Little Brown, 2003, 360 pages, C$36.95 hc, ISBN 0-316-15460-1
Many readers expected things to change with Michael Connelly’s newest Harry Bosch novel. Bosch, after all, resigned from the police force at the end of City of Bones, and having him investigate anything without official support would be a break from Connelly’s well-oiled police procedural mode. But Bosch fans may not be ready for a far more dramatic change: Having Harry narrate his newest investigation.
That’s right: For the first time, we get into Bosch’s head, and it may be a bit too close for comfort. It’s not the first time Connelly has shown us his best-known detective through another viewpoint: In A Darkness More than Night, Harry appeared filtered through the perception of another investigator and the result was a far scarier Bosch than usually portrayed by the sympathetic third-person narration.
But this first-person POV allows no distance between what Harry thinks and what he does, and the result is perhaps a bit too revealing. Bosch, after all, is a taciturn introvert. His thoughts and his actions often differ dramatically. Who would expect one of mystery fiction’s great tough guys to say:
“I am fifty-two years old and I believe it. At night when I try to sleep but can’t, that is when I know it. It is when all those pathways seem to connect and I see the people I have loved and hated and helped and hurt. I see the hands that reach for me. I hear the beat and see and understand what I must do. I know my mission and I know there is no turning away or turning back. And it is in those moments that I know there is no end of things in the heart.” [P.3]
But let’s give Harry a break: After all, he’s retired. At the beginning of Lost Light, he takes on a private investigation out of boredom and a sense of unfinished business. Years before, Harry investigated the murder of a young woman and never solved it: now he wants another crack at the case. But unsolved mysteries have a history of blossoming into complex and unpredictable adventures for Harry, and this case in no exception. Before long, we’ve touched upon the movie industry, money counterfeiting, covert video surveillance and that newest gadget in the mystery toolbox: homeland security.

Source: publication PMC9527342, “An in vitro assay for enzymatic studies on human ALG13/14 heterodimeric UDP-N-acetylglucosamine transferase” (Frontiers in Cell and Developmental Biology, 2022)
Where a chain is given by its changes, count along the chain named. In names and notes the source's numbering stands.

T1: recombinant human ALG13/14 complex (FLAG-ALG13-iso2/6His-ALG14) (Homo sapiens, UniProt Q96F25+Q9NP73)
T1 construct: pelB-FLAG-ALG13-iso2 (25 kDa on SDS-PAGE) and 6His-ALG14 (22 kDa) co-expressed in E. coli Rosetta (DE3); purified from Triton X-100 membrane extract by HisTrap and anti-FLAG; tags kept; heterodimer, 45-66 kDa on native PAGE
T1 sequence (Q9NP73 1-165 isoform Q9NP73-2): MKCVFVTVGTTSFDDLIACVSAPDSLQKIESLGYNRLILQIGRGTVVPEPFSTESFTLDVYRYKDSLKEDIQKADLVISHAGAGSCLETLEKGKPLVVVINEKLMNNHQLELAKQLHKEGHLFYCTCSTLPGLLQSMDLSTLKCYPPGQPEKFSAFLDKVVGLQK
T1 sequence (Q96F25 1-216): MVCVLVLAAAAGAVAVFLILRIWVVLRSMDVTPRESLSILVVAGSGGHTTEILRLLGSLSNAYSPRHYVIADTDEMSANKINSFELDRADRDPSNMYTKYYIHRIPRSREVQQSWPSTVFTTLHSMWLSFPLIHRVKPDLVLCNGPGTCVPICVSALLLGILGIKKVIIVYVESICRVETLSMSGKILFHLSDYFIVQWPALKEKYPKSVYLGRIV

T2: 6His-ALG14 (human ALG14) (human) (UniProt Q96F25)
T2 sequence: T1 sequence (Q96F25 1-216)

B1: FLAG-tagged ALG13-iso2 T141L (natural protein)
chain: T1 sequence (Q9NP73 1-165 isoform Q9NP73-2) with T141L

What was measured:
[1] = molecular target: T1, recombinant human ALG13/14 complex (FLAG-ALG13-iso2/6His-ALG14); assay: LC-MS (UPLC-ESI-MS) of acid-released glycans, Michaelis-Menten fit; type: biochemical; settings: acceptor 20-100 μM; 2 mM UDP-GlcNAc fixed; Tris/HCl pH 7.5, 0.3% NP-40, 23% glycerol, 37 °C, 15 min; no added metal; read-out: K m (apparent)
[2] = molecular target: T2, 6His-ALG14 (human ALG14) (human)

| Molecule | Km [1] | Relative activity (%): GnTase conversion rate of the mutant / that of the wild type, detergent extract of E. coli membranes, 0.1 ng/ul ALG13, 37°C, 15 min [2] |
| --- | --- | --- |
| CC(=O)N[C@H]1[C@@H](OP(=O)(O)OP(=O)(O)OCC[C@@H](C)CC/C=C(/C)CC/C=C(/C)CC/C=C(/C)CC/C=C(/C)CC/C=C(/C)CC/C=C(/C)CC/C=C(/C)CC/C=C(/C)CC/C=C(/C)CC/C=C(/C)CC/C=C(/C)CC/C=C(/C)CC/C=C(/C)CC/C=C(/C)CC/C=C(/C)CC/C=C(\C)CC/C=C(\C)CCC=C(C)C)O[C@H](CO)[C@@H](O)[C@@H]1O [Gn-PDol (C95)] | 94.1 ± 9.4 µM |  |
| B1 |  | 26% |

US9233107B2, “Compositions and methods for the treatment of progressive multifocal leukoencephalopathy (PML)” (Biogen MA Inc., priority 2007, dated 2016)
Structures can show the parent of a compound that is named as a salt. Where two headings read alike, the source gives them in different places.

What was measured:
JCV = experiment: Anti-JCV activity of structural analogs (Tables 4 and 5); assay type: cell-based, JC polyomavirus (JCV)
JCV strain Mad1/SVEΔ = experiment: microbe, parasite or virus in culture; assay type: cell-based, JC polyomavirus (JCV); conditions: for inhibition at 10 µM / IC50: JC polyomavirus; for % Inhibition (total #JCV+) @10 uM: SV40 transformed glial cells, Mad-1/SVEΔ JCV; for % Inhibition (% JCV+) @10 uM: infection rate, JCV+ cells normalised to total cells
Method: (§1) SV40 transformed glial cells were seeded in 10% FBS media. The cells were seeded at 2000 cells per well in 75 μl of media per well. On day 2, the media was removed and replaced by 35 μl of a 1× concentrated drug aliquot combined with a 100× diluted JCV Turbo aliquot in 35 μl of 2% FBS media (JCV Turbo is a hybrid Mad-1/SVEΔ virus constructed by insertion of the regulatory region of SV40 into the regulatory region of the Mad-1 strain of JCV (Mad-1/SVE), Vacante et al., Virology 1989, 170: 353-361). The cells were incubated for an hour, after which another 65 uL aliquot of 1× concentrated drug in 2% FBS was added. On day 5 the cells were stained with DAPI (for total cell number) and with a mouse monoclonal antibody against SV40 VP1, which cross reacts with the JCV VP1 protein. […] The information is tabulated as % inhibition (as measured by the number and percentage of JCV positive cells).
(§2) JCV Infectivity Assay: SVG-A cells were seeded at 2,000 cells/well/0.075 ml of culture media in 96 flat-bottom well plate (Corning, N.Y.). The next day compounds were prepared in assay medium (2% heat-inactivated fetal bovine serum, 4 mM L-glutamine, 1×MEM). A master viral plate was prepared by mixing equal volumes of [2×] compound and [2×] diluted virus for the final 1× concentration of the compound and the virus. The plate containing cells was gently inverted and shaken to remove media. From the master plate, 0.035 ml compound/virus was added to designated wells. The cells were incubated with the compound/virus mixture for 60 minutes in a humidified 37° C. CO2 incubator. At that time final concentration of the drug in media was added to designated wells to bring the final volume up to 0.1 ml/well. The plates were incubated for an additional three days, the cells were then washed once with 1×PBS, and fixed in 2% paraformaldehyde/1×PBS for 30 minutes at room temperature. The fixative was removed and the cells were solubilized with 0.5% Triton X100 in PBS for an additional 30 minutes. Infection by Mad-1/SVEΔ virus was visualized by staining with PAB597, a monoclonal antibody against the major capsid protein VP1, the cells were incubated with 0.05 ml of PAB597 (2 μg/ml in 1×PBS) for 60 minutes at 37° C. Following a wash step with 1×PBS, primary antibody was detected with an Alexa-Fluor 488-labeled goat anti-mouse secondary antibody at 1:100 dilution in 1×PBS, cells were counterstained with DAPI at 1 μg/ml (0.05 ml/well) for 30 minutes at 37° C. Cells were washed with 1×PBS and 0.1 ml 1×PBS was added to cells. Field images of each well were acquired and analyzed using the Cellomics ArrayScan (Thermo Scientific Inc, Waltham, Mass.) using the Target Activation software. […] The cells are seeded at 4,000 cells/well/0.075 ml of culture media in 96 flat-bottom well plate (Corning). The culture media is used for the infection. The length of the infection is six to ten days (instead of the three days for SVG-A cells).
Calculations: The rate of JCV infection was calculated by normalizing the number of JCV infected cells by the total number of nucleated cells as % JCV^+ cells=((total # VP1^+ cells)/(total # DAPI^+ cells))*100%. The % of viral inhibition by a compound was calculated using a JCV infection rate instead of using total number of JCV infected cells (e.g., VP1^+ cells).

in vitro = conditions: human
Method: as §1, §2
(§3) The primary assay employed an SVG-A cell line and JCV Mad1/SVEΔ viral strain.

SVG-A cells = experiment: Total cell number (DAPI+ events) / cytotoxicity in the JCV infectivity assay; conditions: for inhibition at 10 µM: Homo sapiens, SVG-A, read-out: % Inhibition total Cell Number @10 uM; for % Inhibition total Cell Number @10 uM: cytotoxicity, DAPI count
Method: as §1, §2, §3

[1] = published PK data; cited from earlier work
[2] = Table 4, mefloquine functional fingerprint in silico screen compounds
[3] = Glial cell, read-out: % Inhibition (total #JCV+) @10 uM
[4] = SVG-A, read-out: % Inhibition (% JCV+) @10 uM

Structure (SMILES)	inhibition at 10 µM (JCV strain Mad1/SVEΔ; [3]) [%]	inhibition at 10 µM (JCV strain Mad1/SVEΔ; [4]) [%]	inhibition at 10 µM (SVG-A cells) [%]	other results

Harry, of course, is working without official protection. He may bluff his way around like a veteran policeman, but he’s on thin ice and that never gets more obvious than when the FBI decides to rough him around after too many impertinent questions. From the guy who books criminals, Harry finds himself in a holding cell at a place that is barely officially acknowledged. He doesn’t appreciate the experience, and few things could have highlighted the added difficulties of operating without a badge.
As far as Connelly whodunits go, Lost Light is a capable entry in the Bosch series, ending with a spectacular shootout the likes of which we have rarely seen in the series. It does seem to suggest a transition of sorts for Harry, who may or may not go back to the uniformed life after a while on the civilian side. Bosch, as has been obvious since the first Connelly novel, distrusts authority but can’t operate outside a hierarchal structure. Add to that the difficulties in dealing with his ex-wife, and there’s still plenty of juice ahead for dramatic complications in Bosch’s life.
After the disappointing City of Bones, Lost Light feels like a better-controlled novel and welcome evolution in the Bosch saga. I’m not sure that the P.I. model is sustainable, but Connelly is able to play upon a few crucial differences in Bosch’s status as a retired cop and that brings an added layer of interest in this particular investigation. Harry as a narrator is a risky conceit, but the Michael Connelly Reading Project (“one book by month, until we’re done”) is proceeding apace. Who knows what surprises await Harry in the next novel?